It’s tough enough to find the time to sneak in a workout at home, even more so when you’re traveling and cramped up in a tiny tourist lodge in Thailand or Botswana. What’s worse? If you love backpacking, you know how sometimes the picturesque places you go to don’t always have a gym nearby.
So how can you stay fit and on track during your travels? Well, Harry Stangard, a former Ivy League football coach and health and wellness consultant, says you first have to overcome your biggest enemy – laziness.
“Travelling gets you in a relaxed state, as it should. But unfortunately, this also puts your workout motivation to sleep mode,” he said. “Motivation really is a biggest factor.”
But what type of exercise should you do? You can’t really bring a kettle bell in your bag and fly halfway the world, can you?
The coach says, you can, but it won’t really be practical.
“For me, the most practical thing to bring is a resistance band. Or a jumping rope,” he said. “When you travel, it doesn’t really matter that much, as long as you’re challenging yourself and your body’s limits.”
He added, “Resistance bands are quite versatile – it can help you with cardio, it can target major muscles and it can support muscle building.”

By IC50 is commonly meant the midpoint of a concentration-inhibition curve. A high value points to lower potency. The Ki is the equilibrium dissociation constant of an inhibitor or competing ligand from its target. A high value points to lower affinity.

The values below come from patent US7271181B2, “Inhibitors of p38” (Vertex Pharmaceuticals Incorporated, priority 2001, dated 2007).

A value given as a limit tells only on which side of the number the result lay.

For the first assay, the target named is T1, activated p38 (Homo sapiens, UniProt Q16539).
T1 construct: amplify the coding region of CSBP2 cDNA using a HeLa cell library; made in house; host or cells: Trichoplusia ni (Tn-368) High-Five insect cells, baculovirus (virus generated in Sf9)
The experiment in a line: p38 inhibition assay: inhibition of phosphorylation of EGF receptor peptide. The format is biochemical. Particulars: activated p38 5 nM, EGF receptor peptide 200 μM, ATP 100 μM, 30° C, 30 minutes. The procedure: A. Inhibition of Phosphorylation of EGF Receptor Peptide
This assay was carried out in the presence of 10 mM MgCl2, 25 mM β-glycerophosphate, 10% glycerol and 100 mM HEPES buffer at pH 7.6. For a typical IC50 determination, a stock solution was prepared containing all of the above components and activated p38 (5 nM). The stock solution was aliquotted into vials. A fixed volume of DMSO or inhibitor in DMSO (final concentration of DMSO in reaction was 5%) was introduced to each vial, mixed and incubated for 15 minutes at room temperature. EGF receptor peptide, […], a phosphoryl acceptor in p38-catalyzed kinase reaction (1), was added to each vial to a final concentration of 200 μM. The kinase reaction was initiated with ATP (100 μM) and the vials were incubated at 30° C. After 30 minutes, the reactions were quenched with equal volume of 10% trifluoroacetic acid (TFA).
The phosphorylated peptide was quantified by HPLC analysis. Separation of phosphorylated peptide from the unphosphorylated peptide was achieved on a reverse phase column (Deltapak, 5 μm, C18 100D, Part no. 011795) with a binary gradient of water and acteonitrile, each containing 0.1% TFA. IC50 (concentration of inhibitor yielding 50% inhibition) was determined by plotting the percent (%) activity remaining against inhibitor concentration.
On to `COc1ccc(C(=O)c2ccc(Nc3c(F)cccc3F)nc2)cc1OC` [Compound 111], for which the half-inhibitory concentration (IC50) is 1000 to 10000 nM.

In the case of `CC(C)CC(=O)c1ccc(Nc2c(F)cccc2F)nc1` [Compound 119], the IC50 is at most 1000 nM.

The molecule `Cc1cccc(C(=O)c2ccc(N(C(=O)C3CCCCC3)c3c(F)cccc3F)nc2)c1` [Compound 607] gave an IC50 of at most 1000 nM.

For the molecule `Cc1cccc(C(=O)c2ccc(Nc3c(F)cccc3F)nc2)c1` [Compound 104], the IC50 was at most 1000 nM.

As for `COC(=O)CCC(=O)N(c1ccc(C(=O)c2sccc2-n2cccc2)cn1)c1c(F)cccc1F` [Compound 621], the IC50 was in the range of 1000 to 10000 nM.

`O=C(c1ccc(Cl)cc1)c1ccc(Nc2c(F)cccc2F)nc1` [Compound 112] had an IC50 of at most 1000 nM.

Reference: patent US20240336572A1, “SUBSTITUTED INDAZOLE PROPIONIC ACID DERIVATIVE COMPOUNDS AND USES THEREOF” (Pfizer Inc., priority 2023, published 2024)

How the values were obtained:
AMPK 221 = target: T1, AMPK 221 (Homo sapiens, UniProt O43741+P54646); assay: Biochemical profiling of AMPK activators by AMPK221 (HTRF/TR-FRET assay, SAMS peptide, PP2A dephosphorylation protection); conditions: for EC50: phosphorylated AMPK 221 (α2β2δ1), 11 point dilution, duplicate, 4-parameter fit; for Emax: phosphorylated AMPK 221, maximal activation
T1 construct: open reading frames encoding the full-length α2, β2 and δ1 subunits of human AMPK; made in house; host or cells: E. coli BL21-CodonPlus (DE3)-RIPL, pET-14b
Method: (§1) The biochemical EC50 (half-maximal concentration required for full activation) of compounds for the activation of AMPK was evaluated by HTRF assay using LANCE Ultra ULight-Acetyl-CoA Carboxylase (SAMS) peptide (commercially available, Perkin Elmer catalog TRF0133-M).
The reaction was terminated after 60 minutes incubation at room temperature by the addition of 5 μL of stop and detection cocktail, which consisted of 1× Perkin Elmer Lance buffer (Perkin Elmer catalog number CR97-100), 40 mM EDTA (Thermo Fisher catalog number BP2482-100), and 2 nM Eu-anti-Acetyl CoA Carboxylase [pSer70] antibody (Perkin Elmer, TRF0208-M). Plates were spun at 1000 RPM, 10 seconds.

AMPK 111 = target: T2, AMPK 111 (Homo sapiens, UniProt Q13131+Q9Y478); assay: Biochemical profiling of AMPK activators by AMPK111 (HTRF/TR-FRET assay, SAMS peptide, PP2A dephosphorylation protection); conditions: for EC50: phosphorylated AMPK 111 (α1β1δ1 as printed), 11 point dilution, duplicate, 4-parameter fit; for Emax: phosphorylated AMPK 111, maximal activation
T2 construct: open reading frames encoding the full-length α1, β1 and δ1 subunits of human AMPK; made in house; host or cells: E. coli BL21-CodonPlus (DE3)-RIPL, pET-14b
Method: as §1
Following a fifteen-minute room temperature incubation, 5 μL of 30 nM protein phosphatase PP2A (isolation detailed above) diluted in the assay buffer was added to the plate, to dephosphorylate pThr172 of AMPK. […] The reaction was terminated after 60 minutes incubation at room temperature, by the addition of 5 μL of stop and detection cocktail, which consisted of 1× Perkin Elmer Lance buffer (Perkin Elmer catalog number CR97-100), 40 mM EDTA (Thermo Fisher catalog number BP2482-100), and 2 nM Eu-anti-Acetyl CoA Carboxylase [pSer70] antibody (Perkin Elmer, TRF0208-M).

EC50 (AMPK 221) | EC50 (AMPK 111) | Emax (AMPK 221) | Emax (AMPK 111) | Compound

As for cramped hotel rooms? No problem.
“There’s always somewhere you can work out,” he said. “Maybe your hotel has a basketball court, or a tiny garden? There’s so much you can do in 15 minutes, rather than staring blankly at your hotel room walls, waiting for the tour bus or Uber. The point is, find out the routine that works best for you during that vacation.”
Of course, travelling entails a lot of food-ventures. So does keeping yourself fit mean you can’t eat those local food you’ve been curious about for months?
“Of course not,” Stangard said. “You can eat anything you want. But my best advice is, start your day with cardio and a little bit weight-lifting. It can be actual weight-lifting equipment or just use you body weight. After that, you can have foodgasm after foodgasm all day long.”